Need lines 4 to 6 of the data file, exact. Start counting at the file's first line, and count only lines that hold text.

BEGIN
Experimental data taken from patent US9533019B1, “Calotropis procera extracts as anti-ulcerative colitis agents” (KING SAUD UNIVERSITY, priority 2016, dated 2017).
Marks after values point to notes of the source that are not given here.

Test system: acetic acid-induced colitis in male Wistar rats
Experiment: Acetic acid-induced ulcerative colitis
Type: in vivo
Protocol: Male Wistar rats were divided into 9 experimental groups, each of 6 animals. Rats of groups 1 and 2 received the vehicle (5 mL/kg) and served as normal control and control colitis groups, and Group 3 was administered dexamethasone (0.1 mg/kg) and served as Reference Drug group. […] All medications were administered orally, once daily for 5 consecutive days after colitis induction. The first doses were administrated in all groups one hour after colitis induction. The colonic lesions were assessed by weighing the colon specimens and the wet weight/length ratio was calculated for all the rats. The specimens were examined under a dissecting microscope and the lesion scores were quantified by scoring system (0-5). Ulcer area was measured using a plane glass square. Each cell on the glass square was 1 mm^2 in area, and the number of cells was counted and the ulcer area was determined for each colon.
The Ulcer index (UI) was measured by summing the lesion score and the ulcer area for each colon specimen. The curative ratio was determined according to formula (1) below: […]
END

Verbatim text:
Experiment: Acetic acid-induced ulcerative colitis
Type: in vivo
Protocol: Male Wistar rats were divided into 9 experimental groups, each of 6 animals. Rats of groups 1 and 2 received the vehicle (5 mL/kg) and served as normal control and control colitis groups, and Group 3 was administered dexamethasone (0.1 mg/kg) and served as Reference Drug group. […] All medications were administered orally, once daily for 5 consecutive days after colitis induction. The first doses were administrated in all groups one hour after colitis induction. The colonic lesions were assessed by weighing the colon specimens and the wet weight/length ratio was calculated for all the rats. The specimens were examined under a dissecting microscope and the lesion scores were quantified by scoring system (0-5). Ulcer area was measured using a plane glass square. Each cell on the glass square was 1 mm^2 in area, and the number of cells was counted and the ulcer area was determined for each colon.